As part of TSN.ca's 2013 MLB Season Preview, we will be rolling out stories this week on five pressing questions facing the Toronto Blue Jays this season. The third question facing the team: Who should be used to fill the closer position short and long term?
With the pressure on, late in a close game, one of the key ingredients of a contending Major League Baseball team is having a closer to bring into the action and nail down the final three outs.
Prior to the 2012 season, the Blue Jays sent pitching prospect Nestor Molina to the Chicago White Sox in exchange for closer Sergio Santos, expecting him to assume the same role in Toronto.
Santos was coming off a 30-save season for the White Sox but was only able to close out two games for the Blue Jays - posting a 9.00 earned-run average - before a shoulder injury kept him on the sidelines and eventually forced him to have season-ending surgery in July.
Reliever Casey Janssen stepped into the role and finished the season with 22 saves in 25 opportunities and a very strong 2.54 ERA.
However, during the off-season Janssen had minor surgery to repair soreness in the joint at the top of the shoulder, where the blade meets the collarbone.
He was also forced into a 10-day shutdown at the beginning of March, once again due to soreness in his shoulder.
Santos and Janssen both appear as though they should be healthy and ready for opening day which could give the Jays a very strong end of the bullpen tandem, assuming they are used in that fashion.
The last element in any closer debate is the possibility of looking outside the organization for a veteran arm.
Former Detroit Tiger Jose Valverde - who was perfect in the role in 2011 - before struggling and eventually being benched in 2012 is currently looking for a job.
Ex-San Francisco Giants closer Brian Wilson posted 48 saves in 2010 and 36 in 2011 before losing almost the entire 2012 season to injury. He is currently a free-agent and could be an end-of-game solution.
The Blue Jays have options both on their roster and in the free agency pool, the question is, what should they do about their closing position in the short and long term?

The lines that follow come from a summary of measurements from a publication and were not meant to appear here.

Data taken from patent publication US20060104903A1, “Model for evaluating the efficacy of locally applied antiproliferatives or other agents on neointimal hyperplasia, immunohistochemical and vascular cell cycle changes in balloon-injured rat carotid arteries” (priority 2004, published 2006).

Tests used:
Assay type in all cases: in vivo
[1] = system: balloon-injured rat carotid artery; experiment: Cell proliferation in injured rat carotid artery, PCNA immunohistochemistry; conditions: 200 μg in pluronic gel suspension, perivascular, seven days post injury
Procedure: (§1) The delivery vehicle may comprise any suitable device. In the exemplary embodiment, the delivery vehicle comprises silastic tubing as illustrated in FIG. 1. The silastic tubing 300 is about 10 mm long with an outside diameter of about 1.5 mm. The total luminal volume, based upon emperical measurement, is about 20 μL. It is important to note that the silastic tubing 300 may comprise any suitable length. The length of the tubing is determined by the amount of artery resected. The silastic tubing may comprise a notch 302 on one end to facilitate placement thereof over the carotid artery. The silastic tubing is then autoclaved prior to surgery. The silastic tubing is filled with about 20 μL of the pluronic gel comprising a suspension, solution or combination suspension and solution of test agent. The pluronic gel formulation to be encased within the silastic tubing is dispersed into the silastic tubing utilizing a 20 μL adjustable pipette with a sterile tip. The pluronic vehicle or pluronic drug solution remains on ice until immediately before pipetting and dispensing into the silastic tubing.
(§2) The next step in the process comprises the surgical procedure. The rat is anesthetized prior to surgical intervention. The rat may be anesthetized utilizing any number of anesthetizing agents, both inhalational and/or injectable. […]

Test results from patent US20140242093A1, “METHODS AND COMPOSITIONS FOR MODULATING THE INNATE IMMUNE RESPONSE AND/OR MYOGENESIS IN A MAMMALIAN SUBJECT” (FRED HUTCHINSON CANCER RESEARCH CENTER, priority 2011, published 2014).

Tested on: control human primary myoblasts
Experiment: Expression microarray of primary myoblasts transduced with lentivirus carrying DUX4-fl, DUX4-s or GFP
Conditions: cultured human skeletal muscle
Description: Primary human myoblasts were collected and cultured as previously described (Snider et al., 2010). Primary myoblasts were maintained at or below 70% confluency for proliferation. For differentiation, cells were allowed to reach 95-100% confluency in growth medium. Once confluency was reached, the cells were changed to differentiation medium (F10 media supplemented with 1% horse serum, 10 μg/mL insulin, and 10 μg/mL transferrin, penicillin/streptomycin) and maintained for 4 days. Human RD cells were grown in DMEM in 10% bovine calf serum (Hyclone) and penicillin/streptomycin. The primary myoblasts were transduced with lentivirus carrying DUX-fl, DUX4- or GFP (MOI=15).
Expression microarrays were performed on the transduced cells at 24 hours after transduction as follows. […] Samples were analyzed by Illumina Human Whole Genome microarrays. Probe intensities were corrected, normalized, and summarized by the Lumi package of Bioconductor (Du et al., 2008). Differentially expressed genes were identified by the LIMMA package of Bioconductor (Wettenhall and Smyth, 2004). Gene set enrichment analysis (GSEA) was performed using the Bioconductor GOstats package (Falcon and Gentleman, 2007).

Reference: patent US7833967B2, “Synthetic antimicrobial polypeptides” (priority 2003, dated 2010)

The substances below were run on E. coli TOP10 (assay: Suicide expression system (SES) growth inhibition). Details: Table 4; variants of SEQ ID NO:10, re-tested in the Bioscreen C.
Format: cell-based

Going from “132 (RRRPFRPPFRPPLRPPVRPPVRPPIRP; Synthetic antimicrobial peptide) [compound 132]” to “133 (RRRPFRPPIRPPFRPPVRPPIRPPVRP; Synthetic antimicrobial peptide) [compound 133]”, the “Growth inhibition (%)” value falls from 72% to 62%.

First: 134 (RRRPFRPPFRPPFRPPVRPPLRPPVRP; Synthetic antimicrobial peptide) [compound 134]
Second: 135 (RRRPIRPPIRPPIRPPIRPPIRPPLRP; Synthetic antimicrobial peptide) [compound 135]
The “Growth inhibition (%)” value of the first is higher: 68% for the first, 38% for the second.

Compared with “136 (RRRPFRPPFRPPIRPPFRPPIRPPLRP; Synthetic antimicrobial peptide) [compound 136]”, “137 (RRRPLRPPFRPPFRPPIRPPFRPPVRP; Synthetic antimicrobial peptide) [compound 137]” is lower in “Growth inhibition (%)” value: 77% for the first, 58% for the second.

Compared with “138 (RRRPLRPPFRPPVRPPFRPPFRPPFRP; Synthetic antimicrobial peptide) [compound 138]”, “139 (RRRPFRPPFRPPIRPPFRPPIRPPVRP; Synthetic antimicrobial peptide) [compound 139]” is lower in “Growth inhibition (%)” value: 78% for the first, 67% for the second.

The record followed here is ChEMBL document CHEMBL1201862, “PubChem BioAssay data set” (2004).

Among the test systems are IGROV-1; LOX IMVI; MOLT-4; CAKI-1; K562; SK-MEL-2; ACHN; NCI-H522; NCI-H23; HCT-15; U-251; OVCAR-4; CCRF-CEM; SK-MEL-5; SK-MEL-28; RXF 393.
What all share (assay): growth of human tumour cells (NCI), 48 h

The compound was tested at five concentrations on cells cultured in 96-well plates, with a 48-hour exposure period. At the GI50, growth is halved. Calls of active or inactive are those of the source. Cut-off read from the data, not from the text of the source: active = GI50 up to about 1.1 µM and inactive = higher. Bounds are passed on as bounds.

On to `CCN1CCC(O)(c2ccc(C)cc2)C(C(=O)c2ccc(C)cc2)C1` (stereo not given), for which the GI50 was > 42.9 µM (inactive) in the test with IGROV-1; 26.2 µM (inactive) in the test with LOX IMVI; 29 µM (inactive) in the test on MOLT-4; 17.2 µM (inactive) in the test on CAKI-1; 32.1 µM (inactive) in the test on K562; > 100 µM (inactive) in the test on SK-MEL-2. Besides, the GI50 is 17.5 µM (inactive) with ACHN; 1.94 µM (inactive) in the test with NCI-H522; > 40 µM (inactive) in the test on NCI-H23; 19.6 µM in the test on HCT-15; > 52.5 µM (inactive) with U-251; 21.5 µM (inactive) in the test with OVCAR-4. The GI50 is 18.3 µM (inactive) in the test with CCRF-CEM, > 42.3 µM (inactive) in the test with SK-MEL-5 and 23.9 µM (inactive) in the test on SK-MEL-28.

TSN.ca's Scott MacArthur has been following the Jays all season and believes that Casey Janssen will get the job but that the Jays have options.
He writes: It appears, as I write this, as though both Casey Janssen and Sergio Santos will be ready to break camp with the Blue Jays.
The closer's job, at least to start the season, is Casey Janssen's. He earned it last season when he converted 22 of 25 save opportunities after Santos went down with a shoulder injury just a couple of weeks after opening day. When you talk to Janssen about the role, he perks up. The guy's a competitor and he thrives on the pressure of pitching in the ninth inning. The aforementioned numbers back that up.
Janssen isn't your prototypical closer in that he doesn't throw high-90s gas but he's got nasty breaking stuff, especially his curveball and slider, and in the last three seasons he's struck out 183 hitters in 188 innings. He misses bats.
Should Janssen's surgically-repaired shoulder break down, or should he falter, Santos is waiting. So is Steve Delabar, a flamethrower in his own right.
Toronto has options in the ninth inning. The bullpen, in general, will be intriguing to watch over the course of the season. The Jays' starters should, given their talent, log a lot of innings but in this day and age having a solid relief corps is key. Don't be surprised if GM Alex Anthopoulos tries to upgrade the bullpen at some point.
What do you think?
Should it be Janssen or Santos that is counted on to close games for the Blue Jays this season? Or would the Jays be better off looking outside the organization for a veteran arm to fill that role?
As always, it's Your! Call.